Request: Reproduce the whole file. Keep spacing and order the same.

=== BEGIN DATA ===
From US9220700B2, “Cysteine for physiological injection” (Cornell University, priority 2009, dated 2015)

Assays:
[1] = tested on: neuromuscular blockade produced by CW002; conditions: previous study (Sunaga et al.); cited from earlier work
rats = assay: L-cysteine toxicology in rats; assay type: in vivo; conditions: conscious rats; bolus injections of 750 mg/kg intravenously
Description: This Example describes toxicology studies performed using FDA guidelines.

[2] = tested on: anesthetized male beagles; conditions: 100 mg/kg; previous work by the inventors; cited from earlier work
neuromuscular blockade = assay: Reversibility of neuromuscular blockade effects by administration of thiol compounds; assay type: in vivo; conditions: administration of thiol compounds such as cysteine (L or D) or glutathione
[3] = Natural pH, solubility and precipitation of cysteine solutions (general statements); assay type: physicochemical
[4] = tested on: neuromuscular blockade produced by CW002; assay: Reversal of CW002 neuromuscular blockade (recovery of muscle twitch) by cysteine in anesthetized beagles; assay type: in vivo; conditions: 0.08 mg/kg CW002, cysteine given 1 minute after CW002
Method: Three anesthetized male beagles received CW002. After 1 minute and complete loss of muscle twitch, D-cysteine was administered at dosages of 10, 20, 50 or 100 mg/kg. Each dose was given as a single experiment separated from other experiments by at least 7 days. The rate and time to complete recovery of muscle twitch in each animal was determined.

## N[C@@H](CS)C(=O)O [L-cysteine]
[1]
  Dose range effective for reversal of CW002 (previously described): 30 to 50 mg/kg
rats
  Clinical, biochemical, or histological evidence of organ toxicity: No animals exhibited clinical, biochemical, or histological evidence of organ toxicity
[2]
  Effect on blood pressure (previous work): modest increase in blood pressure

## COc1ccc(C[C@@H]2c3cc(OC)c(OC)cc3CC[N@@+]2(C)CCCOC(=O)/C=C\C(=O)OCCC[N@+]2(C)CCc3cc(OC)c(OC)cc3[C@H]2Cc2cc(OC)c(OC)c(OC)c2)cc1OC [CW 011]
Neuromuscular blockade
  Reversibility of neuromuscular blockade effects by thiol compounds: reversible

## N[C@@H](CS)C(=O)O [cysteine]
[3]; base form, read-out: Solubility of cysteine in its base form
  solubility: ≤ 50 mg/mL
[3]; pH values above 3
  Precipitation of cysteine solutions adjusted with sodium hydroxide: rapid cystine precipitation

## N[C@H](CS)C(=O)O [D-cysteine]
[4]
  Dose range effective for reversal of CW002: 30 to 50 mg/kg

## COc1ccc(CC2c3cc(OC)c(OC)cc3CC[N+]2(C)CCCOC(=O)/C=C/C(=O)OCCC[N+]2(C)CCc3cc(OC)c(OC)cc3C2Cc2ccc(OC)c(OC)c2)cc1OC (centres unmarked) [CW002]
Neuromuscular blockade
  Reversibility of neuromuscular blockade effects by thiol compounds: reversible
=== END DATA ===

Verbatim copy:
From US9220700B2, “Cysteine for physiological injection” (Cornell University, priority 2009, dated 2015)

Assays:
[1] = tested on: neuromuscular blockade produced by CW002; conditions: previous study (Sunaga et al.); cited from earlier work
rats = assay: L-cysteine toxicology in rats; assay type: in vivo; conditions: conscious rats; bolus injections of 750 mg/kg intravenously
Description: This Example describes toxicology studies performed using FDA guidelines.

[2] = tested on: anesthetized male beagles; conditions: 100 mg/kg; previous work by the inventors; cited from earlier work
neuromuscular blockade = assay: Reversibility of neuromuscular blockade effects by administration of thiol compounds; assay type: in vivo; conditions: administration of thiol compounds such as cysteine (L or D) or glutathione
[3] = Natural pH, solubility and precipitation of cysteine solutions (general statements); assay type: physicochemical
[4] = tested on: neuromuscular blockade produced by CW002; assay: Reversal of CW002 neuromuscular blockade (recovery of muscle twitch) by cysteine in anesthetized beagles; assay type: in vivo; conditions: 0.08 mg/kg CW002, cysteine given 1 minute after CW002
Method: Three anesthetized male beagles received CW002. After 1 minute and complete loss of muscle twitch, D-cysteine was administered at dosages of 10, 20, 50 or 100 mg/kg. Each dose was given as a single experiment separated from other experiments by at least 7 days. The rate and time to complete recovery of muscle twitch in each animal was determined.

## N[C@@H](CS)C(=O)O [L-cysteine]
[1]
  Dose range effective for reversal of CW002 (previously described): 30 to 50 mg/kg
rats
  Clinical, biochemical, or histological evidence of organ toxicity: No animals exhibited clinical, biochemical, or histological evidence of organ toxicity
[2]
  Effect on blood pressure (previous work): modest increase in blood pressure

## COc1ccc(C[C@@H]2c3cc(OC)c(OC)cc3CC[N@@+]2(C)CCCOC(=O)/C=C\C(=O)OCCC[N@+]2(C)CCc3cc(OC)c(OC)cc3[C@H]2Cc2cc(OC)c(OC)c(OC)c2)cc1OC [CW 011]
Neuromuscular blockade
  Reversibility of neuromuscular blockade effects by thiol compounds: reversible

## N[C@@H](CS)C(=O)O [cysteine]
[3]; base form, read-out: Solubility of cysteine in its base form
  solubility: ≤ 50 mg/mL
[3]; pH values above 3
  Precipitation of cysteine solutions adjusted with sodium hydroxide: rapid cystine precipitation

## N[C@H](CS)C(=O)O [D-cysteine]
[4]
  Dose range effective for reversal of CW002: 30 to 50 mg/kg

## COc1ccc(CC2c3cc(OC)c(OC)cc3CC[N+]2(C)CCCOC(=O)/C=C/C(=O)OCCC[N+]2(C)CCc3cc(OC)c(OC)cc3C2Cc2ccc(OC)c(OC)c2)cc1OC (centres unmarked) [CW002]
Neuromuscular blockade
  Reversibility of neuromuscular blockade effects by thiol compounds: reversible